It's interesting about Colonel Tom Parker. In part of the interview with Steve Christopher, he said that Elvis's father, Vernon, thought the Colonel was great, because he kept the money coming in, and he (Vernon) was able to continue not having to work and living in the style to which he had become accustomed. Elvis's mother couldn't stand him. Once she died, that left the way for the Colonel to keep control of everything.

However, once Vernon died, it was a different story. That was when they got rid of Colonel Tom Parker. That was Steve Christopher's story anyway.

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Subject: RE: Elvis
From: GUEST,Song Detective
Date: 16 Jan 11 - 03:01 PM

Hmmm. I arrived on a hunt for the folk blues to western swing to "rockabilly" origins of "Blue Suede Shoes" because the connections are so clear. And they lead
directly to Elvis, not Perkins {especially when you consider that he was pressured by J. Cash to do it and coicidentally, he claimed, he saw that boy in the crowd right then}. Elvis was exposed to and sang and later even recorded the folk antecedents,
making connections that few even imagined until lond after his early death.
This is not CSI Memphis, but the whole matter of the song's official SET of stories
as to its origin sound fishy to me. The more I discover the more clear it seems. I haven't even discussed Elvis' reported reactions to Perkins appearance on Cash's TV show. Seemingly ''not him" but he did react in rage. Why?
The answers are in the history of the songs roots and EPs familiarity with them.
Didn't come for gossip about his dad. His father may have good reason to fear Parker, if you read Elaine Dundys amazing classic bio. And Vernon kept working at
United Paint well into his sons Sun career. Then he bought a pile of bookkeeping books and built his own office back of the house. And he tried
to run a tight ship with his son's lack of concern and Parkers manipulations,
it was impossible. Leave that man's memory alone and return to the sounds.
The sounds of our music. All of us. Elvis articulated real American music for
the world to hear. And now we must do the work of connecting the dots.
Song Detective

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Subject: RE: Elvis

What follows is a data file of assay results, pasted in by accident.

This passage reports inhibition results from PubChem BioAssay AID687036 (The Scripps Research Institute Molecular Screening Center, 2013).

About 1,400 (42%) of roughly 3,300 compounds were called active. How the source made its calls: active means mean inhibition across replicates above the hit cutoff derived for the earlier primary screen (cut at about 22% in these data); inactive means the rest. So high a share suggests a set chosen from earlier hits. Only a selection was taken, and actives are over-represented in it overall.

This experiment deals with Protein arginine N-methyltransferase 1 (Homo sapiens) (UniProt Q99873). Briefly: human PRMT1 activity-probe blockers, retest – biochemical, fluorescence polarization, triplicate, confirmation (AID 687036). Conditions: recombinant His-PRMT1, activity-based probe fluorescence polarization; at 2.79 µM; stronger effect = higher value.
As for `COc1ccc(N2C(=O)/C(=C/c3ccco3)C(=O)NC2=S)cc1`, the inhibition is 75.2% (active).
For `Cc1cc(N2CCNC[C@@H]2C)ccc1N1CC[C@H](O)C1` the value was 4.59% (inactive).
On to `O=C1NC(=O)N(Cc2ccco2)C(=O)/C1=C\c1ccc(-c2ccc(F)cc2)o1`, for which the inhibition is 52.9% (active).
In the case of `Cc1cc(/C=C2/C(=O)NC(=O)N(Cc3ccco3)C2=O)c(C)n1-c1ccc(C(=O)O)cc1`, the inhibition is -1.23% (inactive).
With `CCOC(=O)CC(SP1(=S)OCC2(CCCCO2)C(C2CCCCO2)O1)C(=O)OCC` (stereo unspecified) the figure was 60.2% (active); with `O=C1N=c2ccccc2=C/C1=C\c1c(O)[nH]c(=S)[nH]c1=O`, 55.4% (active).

From: GUEST,Song Detective
Date: 16 Jan 11 - 03:14 PM

You don't even have "ask" Dylan. Just check out his codification of Thats All Right
That guy knows more than he'll ever say but its in the music. Where it belongs.

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Subject: RE: Elvis
From: Ebbie
Date: 17 Jan 11 - 03:46 PM

In my opinion, Elvis had a great voice- that he was "white and handsom" had nothing whatever to do with it. I couldn't stand his movies - only ever saw his first two - and although I could have gone to some of his concerts, I didn't because I couldn't stand the screaming.

But his voice and intonation- ah. We bought all of his records.

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Subject: RE: Elvis
From: Little Hawk
Date: 18 Jan 11 - 12:59 PM

He was a marvelous singer, great performer, tons of charisma. Overrated? Well, in this case I don't think so.

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Subject: RE: Elvis
From: Dave Hanson
Date: 19 Jan 11 - 05:30 AM

Buddy Holly once said " without Elvis, none of us would have made it "

He started it all.

Dave H

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Subject: RE: Elvis
From: GUEST,Patsy
Date: 19 Jan 11 - 11:04 AM

The first time I heard Elvis I was a tiny little girl but still remember most of the words to most of his songs the same with Buddy Holly. I liked the more 'rocky' stuff rather than the ballads I considered them to be a bit soppy at the time although 'Love me Tender' does have beautiful words to it. Jail House Rock was my favourite and I used to dance a 5/6 year old version of it with a kitchen chair as a prop, great memories. But he himself was not a particular favourite of mine, my mother was in the Roy Orbison camp and my aunt was the Elvis fan. Buddy Holly was for me although he wasn't around long enough in that short span of my life, after he died his music was constantly playing in our house and his catchy lyrics and music just stayed lodged my brain, there was the feel good factor in his music which I didn't find in Elvis's stuff. Perhaps if Elvis had had a bit more education rather than sending him in the Army he might have got more control of his career and perhaps might not have died so young.